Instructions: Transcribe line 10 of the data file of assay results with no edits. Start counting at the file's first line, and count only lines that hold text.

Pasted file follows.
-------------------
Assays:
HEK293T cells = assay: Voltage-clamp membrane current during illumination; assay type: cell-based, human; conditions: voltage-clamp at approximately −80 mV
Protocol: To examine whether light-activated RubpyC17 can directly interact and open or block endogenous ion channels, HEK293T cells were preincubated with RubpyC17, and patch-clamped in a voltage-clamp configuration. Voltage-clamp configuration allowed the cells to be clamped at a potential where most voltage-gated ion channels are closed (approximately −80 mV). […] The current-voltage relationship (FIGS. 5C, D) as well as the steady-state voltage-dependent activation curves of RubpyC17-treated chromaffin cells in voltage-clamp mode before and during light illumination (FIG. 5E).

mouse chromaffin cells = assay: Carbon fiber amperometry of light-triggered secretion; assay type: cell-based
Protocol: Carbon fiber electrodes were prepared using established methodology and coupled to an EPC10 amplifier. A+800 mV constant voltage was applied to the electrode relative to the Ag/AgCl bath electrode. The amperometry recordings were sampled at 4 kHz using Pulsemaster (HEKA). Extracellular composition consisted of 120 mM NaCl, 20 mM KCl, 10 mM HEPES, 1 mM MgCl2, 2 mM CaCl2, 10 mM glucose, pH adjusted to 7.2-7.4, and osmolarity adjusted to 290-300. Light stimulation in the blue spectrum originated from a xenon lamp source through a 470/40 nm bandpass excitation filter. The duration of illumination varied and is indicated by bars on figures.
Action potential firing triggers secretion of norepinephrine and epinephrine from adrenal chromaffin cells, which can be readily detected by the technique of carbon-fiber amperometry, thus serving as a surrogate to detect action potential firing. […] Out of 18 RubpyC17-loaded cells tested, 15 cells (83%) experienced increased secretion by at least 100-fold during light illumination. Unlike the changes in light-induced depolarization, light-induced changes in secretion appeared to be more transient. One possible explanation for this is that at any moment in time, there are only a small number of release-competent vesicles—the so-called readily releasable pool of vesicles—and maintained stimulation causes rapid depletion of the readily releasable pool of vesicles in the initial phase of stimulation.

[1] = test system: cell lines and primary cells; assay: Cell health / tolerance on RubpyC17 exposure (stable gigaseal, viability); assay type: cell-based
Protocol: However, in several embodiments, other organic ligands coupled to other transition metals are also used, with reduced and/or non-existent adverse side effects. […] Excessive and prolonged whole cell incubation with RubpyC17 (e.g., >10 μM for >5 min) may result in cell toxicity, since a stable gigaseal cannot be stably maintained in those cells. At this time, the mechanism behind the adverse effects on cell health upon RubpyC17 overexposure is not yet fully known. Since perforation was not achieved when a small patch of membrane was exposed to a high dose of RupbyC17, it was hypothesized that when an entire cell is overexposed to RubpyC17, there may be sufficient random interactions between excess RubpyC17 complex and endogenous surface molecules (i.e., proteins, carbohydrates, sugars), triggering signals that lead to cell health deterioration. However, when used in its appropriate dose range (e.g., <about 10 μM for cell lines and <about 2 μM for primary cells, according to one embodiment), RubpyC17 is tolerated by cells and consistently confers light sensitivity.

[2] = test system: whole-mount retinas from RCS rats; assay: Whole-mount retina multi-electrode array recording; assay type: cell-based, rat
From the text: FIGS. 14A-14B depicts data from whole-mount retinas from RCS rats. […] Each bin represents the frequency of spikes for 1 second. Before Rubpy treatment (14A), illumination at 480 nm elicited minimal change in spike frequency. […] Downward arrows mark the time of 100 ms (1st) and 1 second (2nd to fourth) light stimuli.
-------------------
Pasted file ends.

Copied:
From the text: FIGS. 14A-14B depicts data from whole-mount retinas from RCS rats. […] Each bin represents the frequency of spikes for 1 second. Before Rubpy treatment (14A), illumination at 480 nm elicited minimal change in spike frequency. […] Downward arrows mark the time of 100 ms (1st) and 1 second (2nd to fourth) light stimuli.